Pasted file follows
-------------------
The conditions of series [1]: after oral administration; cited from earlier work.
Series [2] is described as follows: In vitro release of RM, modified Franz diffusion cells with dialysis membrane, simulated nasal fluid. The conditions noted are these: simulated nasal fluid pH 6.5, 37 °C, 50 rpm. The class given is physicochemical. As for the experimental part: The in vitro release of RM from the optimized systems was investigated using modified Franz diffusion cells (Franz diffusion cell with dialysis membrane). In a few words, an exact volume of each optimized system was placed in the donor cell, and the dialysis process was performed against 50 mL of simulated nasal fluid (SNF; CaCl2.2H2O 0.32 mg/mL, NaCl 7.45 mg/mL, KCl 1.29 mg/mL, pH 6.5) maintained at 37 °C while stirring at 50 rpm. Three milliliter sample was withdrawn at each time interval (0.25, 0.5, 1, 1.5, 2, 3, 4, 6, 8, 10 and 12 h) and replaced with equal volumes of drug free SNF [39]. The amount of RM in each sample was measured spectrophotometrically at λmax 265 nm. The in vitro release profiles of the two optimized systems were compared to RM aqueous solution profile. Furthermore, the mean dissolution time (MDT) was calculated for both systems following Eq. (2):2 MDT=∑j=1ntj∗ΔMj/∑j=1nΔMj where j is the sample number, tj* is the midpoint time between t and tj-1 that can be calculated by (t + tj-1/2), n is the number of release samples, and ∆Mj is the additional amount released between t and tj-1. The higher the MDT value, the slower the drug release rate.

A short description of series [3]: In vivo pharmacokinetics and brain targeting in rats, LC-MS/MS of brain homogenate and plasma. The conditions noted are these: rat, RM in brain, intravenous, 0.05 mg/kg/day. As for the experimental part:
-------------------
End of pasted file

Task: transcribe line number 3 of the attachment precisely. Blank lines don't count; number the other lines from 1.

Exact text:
A short description of series [3]: In vivo pharmacokinetics and brain targeting in rats, LC-MS/MS of brain homogenate and plasma. The conditions noted are these: rat, RM in brain, intravenous, 0.05 mg/kg/day. As for the experimental part: